The effect of this update has yet to be fully seen, it’s expected to roll out by mid-2021 and only time will tell how it will impact the world of search engine marketing. However, there are a few things we can predict.
If your site performs poorly from a load speed perspective, you are likely to lose some rankings in Google. This means that your pages and articles may no longer be on page one for things they previously were. In turn, this means you will get less customers coming to your site.
A good initial measure of your site speed is to use Google’s free tool. The chances are, if your speed comes back in the red, then you may be affected by this update.
What Causes Slow Site Speed?
One of the biggest causes of slow site speeds is something we see often on Wordpress websites: plugins. When a site is built on Wordpress in most cases it is built using a series of third-party plugins. We have discussed previously how these can cause serious security breaches and hacks but their effect on site speed is now going to be catapulted into the spotlight.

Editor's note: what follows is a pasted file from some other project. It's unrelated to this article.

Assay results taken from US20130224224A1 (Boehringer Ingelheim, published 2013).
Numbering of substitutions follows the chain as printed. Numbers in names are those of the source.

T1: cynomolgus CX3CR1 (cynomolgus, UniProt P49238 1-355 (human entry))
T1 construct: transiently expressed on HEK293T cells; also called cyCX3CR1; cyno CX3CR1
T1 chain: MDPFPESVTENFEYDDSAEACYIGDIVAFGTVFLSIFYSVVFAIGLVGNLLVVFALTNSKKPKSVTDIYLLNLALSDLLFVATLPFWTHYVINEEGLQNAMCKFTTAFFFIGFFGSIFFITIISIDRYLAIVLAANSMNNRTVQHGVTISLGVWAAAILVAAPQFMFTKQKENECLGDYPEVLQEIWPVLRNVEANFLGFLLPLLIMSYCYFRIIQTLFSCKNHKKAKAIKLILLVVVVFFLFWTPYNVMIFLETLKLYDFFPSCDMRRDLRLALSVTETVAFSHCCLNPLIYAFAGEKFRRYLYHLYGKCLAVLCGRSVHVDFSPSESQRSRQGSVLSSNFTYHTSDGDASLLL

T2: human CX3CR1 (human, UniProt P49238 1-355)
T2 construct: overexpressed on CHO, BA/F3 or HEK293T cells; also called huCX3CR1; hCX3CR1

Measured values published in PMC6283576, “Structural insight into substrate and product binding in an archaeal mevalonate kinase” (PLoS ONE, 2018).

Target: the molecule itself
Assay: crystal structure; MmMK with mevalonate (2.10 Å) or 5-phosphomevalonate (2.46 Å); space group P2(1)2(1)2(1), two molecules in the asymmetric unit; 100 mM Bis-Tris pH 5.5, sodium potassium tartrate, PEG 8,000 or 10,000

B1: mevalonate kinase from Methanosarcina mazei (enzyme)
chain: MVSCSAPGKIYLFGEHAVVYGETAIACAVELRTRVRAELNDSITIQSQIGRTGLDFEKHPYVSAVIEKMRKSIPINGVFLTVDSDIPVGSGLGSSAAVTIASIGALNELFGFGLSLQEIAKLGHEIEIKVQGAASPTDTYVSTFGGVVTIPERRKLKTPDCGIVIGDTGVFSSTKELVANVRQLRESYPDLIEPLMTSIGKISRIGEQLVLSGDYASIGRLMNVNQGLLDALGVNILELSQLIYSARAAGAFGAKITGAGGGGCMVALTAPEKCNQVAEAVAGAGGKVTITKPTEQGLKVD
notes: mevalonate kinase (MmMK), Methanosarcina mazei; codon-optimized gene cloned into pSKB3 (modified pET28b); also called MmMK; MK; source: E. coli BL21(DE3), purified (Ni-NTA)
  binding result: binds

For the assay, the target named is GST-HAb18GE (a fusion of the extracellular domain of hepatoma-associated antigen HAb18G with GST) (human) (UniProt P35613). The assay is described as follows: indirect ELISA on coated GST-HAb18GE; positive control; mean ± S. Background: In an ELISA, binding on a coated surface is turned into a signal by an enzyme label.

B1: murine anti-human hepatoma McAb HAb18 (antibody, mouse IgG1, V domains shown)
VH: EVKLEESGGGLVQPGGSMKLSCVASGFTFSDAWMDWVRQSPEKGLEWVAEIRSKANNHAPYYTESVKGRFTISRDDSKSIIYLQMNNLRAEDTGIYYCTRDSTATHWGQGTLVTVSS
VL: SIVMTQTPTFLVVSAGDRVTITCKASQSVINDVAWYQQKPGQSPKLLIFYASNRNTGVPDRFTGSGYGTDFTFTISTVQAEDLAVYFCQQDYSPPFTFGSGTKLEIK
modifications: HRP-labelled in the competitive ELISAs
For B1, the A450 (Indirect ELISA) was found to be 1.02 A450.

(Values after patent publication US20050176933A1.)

The best way to visualise how plugins cause poor site speed is to imagine going for a run. Then, imagine going for a run wearing a backpack full of bricks. Every plugin on a Wordpress site is like another brick in the backpack. The more bricks you add, the slower you will run.
There are a couple of other things that can cause your site to be sluggish. One of these is hosting large files on the same server as your site, for instance having huge images or videos. Another factor can be the hard code on your site, which is a common alternative to plugins. If this code is too bulky, then your site speed can suffer. Where your website is hosted can also play a part, switching hosting provider can sometimes improve your site speed.